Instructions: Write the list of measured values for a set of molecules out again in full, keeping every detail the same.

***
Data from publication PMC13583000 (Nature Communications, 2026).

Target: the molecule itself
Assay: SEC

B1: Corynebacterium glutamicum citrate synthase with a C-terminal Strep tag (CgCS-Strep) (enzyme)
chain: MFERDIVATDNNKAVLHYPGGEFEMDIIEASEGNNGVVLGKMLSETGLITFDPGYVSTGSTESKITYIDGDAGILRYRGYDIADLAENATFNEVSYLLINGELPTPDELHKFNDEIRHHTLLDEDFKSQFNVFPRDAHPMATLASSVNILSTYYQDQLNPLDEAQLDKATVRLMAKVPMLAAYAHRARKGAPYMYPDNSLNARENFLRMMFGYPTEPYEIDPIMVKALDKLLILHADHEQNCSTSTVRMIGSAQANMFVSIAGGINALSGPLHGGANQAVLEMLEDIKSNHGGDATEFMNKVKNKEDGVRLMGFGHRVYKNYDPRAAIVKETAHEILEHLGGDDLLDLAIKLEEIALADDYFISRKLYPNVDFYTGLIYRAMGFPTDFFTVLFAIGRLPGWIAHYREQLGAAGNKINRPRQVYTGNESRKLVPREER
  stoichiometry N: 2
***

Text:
Data from publication PMC13583000 (Nature Communications, 2026).

Target: the molecule itself
Assay: SEC

B1: Corynebacterium glutamicum citrate synthase with a C-terminal Strep tag (CgCS-Strep) (enzyme)
chain: MFERDIVATDNNKAVLHYPGGEFEMDIIEASEGNNGVVLGKMLSETGLITFDPGYVSTGSTESKITYIDGDAGILRYRGYDIADLAENATFNEVSYLLINGELPTPDELHKFNDEIRHHTLLDEDFKSQFNVFPRDAHPMATLASSVNILSTYYQDQLNPLDEAQLDKATVRLMAKVPMLAAYAHRARKGAPYMYPDNSLNARENFLRMMFGYPTEPYEIDPIMVKALDKLLILHADHEQNCSTSTVRMIGSAQANMFVSIAGGINALSGPLHGGANQAVLEMLEDIKSNHGGDATEFMNKVKNKEDGVRLMGFGHRVYKNYDPRAAIVKETAHEILEHLGGDDLLDLAIKLEEIALADDYFISRKLYPNVDFYTGLIYRAMGFPTDFFTVLFAIGRLPGWIAHYREQLGAAGNKINRPRQVYTGNESRKLVPREER
  stoichiometry N: 2